In this week’s edition, Joe offers Health Wonks on the Shutdown, Obamacare, and other matters of great import – a great smorgasbord of news and opinions on the goings on in DC and elsewhere. Grab a coffee and check it out, it’s a great way to discover new blogs and get up to date on the most pressing issues in the health policy arena.

Government Shutdown Roundup, Week 2: Employment Law Issues, Worker Safety and more

Wednesday, October 9th, 2013

In week two of the government shutdown, we see no promising signs that a solution is imminent. We’ve tracked news and events related to workers comp, health & safety and employment law issues. View our first Shutdown update here – let’s hope this is the last ion our series!)
Mine Safety and Health Administration (MSHA)
After three recent mining fatalities, Ken Ward asks Can miners afford for MSHA to miss inspections?. While these deaths cannot be directly attributed to the shutdown, he explains the importance of inspections in protecting the lives of miners in light of the dangers of the mining industry and “the history of the industry’s refusal to comply with safety rules, and MSHA’s own weaknesses even when it’s at full staffing.” As Ward’s reporting has demonstrated numerous times, the industry is not one that sets a high bar for its own safety standards (a recent example)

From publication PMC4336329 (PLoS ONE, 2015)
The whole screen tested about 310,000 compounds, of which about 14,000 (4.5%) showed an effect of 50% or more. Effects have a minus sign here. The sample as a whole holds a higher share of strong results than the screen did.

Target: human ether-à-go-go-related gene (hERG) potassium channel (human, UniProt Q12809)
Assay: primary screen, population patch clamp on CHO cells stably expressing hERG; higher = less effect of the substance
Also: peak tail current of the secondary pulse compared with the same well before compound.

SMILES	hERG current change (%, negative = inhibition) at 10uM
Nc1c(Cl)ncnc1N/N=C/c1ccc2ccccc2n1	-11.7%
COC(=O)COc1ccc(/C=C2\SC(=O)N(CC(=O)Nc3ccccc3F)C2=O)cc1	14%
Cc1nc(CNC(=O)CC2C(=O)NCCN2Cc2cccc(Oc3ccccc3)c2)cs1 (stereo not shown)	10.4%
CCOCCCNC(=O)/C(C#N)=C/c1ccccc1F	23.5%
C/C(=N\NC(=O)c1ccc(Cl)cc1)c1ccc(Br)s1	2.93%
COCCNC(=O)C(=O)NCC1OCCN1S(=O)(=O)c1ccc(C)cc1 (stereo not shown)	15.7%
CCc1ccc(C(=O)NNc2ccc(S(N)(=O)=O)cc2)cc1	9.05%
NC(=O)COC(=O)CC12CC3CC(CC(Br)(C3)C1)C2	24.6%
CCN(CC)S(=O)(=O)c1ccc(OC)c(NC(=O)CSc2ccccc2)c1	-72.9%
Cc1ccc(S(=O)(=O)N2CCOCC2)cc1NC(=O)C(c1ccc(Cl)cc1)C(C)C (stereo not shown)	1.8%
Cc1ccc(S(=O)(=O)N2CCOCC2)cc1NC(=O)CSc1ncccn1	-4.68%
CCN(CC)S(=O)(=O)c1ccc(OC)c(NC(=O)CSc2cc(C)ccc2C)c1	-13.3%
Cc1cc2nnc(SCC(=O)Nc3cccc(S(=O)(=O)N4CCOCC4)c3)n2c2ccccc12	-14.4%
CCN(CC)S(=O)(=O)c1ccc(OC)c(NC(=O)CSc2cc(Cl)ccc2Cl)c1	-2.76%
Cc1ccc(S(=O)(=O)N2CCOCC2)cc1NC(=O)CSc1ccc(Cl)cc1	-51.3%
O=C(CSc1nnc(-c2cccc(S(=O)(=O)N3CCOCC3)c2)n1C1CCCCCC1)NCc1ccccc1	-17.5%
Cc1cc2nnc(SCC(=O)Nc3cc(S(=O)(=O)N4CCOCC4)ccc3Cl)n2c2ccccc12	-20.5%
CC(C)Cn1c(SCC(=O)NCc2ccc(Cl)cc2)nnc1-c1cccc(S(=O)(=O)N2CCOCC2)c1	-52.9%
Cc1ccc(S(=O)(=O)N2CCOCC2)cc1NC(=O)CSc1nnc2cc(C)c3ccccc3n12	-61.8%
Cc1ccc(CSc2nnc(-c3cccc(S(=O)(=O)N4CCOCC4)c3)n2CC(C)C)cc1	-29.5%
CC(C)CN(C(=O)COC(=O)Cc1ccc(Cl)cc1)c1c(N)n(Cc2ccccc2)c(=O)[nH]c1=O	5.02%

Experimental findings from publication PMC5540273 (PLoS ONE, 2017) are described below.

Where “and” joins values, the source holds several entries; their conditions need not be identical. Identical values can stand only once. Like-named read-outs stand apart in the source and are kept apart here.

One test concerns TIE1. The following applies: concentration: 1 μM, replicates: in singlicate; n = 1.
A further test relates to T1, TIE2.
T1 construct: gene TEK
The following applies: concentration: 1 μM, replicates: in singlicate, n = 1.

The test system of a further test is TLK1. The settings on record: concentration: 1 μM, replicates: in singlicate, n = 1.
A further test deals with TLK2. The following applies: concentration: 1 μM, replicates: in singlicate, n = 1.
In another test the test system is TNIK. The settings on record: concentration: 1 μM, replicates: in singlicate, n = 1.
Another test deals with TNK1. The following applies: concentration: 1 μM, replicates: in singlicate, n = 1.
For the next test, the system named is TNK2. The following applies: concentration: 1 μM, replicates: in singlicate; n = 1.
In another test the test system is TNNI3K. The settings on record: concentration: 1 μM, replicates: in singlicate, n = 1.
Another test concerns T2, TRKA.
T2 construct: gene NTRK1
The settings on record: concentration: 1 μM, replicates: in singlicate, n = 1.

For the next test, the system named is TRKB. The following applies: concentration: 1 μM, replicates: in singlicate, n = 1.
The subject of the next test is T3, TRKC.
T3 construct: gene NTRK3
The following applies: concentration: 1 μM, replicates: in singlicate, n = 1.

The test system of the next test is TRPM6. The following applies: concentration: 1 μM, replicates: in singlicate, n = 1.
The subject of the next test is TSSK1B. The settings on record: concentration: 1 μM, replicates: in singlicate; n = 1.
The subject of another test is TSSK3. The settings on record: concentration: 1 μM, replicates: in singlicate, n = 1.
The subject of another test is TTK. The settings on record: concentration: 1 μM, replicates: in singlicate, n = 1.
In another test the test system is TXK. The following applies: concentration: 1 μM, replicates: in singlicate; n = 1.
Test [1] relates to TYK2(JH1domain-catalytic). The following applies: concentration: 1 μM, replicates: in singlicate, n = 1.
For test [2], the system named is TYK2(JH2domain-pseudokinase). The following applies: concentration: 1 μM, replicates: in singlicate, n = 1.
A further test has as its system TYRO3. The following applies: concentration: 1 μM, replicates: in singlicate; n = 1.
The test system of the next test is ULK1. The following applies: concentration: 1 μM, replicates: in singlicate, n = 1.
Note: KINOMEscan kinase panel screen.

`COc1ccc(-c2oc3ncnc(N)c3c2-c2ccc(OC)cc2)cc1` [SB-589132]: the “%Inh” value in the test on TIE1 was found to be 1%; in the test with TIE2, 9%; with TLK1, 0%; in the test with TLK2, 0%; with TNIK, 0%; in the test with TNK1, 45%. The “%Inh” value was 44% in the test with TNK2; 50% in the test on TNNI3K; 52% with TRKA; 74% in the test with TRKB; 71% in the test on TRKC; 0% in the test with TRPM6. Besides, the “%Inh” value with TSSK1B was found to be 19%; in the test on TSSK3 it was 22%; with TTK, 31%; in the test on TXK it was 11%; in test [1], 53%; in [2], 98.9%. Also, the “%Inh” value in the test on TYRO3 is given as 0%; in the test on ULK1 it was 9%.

He explains why MSHA has a dedicated mission:

Congress was concerned enough about these dangers that it set mining apart from other workplaces, and actually mandated periodic inspections of four times a year for underground mines and twice a year for surface mines. Other dangerous industries — whether oil and gas drilling, timbering, or construction — don’t have this mandate. Workers in those industries can go years without ever seeing an inspector from the U.S. Occupational Safety and Health Administration.

… and notes the historic effect of prior cutbacks in inspections:

Over the years, MSHA has had enough problems making its “twos and fours”, and has only recently began to build back up an inspection force that saw huge staffing and budget cuts that paved the way for a series of mining disasters, from Sago, Aracoma and Kentucky Darby, to Crandall Canyon and Upper Big Branch. And we’ve learned from repeated reports published only after mining disasters (see here, here and here) what can happen when MSHA isn’t on top of things in the nation’s mines.

Injured Workers
Attorney Jon Gelman discusses other untoward effects that the shutdown is having in the workers” comp arena in his post, Government Shutdown: Day 8 – Injured Workers Are Being Held for Ransom. He notes that:

“The Federal programs that adjudicate injured workers claims are closed. The State programs are beginning to feel the impact of the that lack of information flow from the collateral medical lien resolution process so resolution of claims are now stalled.

New Federal programs enacted under The SMART Act, to expedite the lien resolution programs have been halted in the public comment phases, and may face further delay in implementation and regulatory amendment.

The funding process for NIH grants to prevent and treat occupational disease and illnesses, as well as data collection and reporting, have been slowed if not stopped in their tracks.”

Employment Law Matters

Health & Safety Matters

Government Shutdown: Worker Health & Safety, Employment Law